All of my domain's state houses had bookcases containing at least 100 books, and library usage was normal, writes Jones. 
The most influential person in my life was my sixth-form history teacher. He repeatedly emphasised that absolutely everything is interesting. As there were only six pupils - our fellow "students" mostly gone at 15 into the labour-short Hutt factories - we had virtually personal tutorage and quickly bolted through the syllabus.
Thereafter, the teacher introduced diverse topics such as medieval church architecture, alchemy and the Scottish clearances. But what he was really promoting was not simply knowledge but inquiring minds, surely the most important tool to maximise one's life in every sense. And I have no doubt the best way to achieve that is through reading.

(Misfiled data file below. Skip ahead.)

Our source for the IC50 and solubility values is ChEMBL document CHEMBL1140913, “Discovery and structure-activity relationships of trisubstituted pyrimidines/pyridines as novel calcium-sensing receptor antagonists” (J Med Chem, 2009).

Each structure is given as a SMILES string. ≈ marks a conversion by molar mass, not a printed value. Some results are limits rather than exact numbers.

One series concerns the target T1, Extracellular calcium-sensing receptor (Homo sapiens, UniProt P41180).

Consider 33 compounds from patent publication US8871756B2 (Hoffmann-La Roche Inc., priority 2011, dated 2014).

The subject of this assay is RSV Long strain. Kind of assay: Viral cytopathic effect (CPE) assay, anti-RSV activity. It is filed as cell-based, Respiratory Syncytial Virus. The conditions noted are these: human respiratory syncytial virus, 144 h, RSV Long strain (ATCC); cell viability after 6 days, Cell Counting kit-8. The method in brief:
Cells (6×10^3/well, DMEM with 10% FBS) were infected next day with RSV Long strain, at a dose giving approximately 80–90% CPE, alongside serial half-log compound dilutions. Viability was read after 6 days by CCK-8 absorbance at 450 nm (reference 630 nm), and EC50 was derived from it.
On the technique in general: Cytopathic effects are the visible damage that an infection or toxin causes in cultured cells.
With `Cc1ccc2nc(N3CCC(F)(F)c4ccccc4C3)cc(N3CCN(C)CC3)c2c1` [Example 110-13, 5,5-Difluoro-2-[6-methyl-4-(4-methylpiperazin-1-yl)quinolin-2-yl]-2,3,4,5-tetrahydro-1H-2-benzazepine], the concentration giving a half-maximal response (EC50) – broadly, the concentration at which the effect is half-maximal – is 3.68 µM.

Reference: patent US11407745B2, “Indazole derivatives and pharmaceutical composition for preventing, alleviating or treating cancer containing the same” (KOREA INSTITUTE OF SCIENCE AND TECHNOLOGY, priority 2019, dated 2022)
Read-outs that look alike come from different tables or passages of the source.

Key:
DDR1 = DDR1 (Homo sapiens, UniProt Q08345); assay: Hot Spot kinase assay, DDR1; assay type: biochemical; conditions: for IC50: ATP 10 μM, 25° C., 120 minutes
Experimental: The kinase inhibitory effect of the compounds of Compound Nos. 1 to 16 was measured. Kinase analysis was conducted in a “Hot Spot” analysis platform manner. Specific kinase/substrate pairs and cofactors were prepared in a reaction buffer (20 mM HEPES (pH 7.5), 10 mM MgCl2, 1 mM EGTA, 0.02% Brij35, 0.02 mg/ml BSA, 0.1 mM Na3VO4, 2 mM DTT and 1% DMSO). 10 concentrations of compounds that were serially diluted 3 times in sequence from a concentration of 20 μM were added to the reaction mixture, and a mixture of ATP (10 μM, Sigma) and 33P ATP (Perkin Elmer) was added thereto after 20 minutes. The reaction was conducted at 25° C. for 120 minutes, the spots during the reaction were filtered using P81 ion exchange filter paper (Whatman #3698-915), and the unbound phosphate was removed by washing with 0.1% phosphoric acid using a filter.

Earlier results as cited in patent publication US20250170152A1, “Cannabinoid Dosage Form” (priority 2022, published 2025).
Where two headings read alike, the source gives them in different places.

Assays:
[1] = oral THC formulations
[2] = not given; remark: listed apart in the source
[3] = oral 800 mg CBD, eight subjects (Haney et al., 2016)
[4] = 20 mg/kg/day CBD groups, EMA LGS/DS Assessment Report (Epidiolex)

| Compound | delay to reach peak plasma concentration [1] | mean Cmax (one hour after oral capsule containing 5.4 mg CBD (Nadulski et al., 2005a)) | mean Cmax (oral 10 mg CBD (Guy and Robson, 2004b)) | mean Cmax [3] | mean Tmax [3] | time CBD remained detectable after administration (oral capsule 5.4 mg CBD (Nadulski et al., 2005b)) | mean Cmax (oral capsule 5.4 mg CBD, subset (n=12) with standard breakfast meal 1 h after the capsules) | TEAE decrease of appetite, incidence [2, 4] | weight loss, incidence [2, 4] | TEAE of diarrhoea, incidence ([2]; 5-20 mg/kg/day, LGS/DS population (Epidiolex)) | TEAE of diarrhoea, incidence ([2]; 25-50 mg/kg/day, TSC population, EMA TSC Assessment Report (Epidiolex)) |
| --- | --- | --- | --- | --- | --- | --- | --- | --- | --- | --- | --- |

Recently, in my favourite Wellington haunt, Quilters second-hand bookshop, I asked John Quilter how many of his clientele were young folk, for excluding America, it's now rare to see people under 30 in bookshops. "We get students with a sense of curiosity," he replied, this reflected by their purchases.
In my youthful pre-television and pre- near everything else days, reading was a principal activity.